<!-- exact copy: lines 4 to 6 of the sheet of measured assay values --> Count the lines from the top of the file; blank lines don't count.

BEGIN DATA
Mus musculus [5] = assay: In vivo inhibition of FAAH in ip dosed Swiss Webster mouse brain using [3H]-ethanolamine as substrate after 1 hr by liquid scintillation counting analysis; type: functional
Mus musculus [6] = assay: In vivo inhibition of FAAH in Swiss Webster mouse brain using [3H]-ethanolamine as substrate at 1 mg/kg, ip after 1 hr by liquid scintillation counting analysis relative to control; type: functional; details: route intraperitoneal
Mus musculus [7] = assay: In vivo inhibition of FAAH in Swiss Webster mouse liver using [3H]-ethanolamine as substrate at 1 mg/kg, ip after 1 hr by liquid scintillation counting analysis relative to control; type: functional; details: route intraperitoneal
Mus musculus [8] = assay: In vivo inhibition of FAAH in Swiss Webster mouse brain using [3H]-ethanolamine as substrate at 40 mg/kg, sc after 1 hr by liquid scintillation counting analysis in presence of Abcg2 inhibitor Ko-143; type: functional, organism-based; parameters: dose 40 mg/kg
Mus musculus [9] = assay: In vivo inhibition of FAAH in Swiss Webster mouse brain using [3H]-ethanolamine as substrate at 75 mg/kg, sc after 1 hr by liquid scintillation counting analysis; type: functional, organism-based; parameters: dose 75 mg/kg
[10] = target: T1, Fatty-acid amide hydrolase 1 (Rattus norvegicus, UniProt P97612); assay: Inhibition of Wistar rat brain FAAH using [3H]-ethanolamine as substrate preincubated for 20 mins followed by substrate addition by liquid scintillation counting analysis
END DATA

Mus musculus [8] = assay: In vivo inhibition of FAAH in Swiss Webster mouse brain using [3H]-ethanolamine as substrate at 40 mg/kg, sc after 1 hr by liquid scintillation counting analysis in presence of Abcg2 inhibitor Ko-143; type: functional, organism-based; parameters: dose 40 mg/kg
Mus musculus [9] = assay: In vivo inhibition of FAAH in Swiss Webster mouse brain using [3H]-ethanolamine as substrate at 75 mg/kg, sc after 1 hr by liquid scintillation counting analysis; type: functional, organism-based; parameters: dose 75 mg/kg
[10] = target: T1, Fatty-acid amide hydrolase 1 (Rattus norvegicus, UniProt P97612); assay: Inhibition of Wistar rat brain FAAH using [3H]-ethanolamine as substrate preincubated for 20 mins followed by substrate addition by liquid scintillation counting analysis